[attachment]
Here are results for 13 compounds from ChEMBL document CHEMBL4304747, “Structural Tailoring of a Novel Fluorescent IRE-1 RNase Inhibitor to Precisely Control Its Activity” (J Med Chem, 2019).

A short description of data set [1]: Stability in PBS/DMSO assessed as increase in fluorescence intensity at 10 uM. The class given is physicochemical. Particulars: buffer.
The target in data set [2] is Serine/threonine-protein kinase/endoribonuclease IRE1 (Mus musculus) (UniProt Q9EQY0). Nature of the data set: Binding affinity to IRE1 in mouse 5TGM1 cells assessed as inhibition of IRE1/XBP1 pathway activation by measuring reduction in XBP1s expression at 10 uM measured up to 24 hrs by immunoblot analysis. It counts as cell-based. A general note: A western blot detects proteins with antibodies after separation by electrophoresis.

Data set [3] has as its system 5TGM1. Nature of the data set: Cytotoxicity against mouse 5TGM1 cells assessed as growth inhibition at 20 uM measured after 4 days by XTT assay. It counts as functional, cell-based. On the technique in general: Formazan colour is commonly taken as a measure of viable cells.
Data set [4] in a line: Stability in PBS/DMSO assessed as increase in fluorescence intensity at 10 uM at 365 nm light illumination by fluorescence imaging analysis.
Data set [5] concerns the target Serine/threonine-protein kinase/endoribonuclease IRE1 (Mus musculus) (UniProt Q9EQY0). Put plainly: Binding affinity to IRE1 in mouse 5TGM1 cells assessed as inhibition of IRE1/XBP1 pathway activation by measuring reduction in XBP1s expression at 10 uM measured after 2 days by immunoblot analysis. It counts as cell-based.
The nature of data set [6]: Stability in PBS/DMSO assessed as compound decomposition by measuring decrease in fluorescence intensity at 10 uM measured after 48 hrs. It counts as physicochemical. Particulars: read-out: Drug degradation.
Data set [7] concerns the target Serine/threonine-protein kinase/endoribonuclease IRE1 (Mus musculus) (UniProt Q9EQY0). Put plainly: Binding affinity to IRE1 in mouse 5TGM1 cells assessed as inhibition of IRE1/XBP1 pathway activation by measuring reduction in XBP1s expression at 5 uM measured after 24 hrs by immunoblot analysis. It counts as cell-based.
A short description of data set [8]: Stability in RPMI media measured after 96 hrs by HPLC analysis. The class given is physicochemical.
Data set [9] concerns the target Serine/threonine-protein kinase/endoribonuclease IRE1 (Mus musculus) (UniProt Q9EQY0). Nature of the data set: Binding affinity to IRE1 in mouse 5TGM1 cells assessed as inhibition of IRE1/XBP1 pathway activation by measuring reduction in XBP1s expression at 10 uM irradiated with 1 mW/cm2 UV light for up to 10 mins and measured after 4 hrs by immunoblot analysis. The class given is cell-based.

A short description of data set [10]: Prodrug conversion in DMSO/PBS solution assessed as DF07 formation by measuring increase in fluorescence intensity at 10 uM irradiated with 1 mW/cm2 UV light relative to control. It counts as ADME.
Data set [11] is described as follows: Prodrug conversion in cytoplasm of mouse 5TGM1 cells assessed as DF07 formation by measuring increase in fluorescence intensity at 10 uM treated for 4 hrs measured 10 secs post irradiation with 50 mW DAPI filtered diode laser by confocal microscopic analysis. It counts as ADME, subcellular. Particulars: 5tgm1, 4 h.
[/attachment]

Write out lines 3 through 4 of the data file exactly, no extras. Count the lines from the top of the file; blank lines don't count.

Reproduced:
The target in data set [2] is Serine/threonine-protein kinase/endoribonuclease IRE1 (Mus musculus) (UniProt Q9EQY0). Nature of the data set: Binding affinity to IRE1 in mouse 5TGM1 cells assessed as inhibition of IRE1/XBP1 pathway activation by measuring reduction in XBP1s expression at 10 uM measured up to 24 hrs by immunoblot analysis. It counts as cell-based. A general note: A western blot detects proteins with antibodies after separation by electrophoresis.

Data set [3] has as its system 5TGM1. Nature of the data set: Cytotoxicity against mouse 5TGM1 cells assessed as growth inhibition at 20 uM measured after 4 days by XTT assay. It counts as functional, cell-based. On the technique in general: Formazan colour is commonly taken as a measure of viable cells.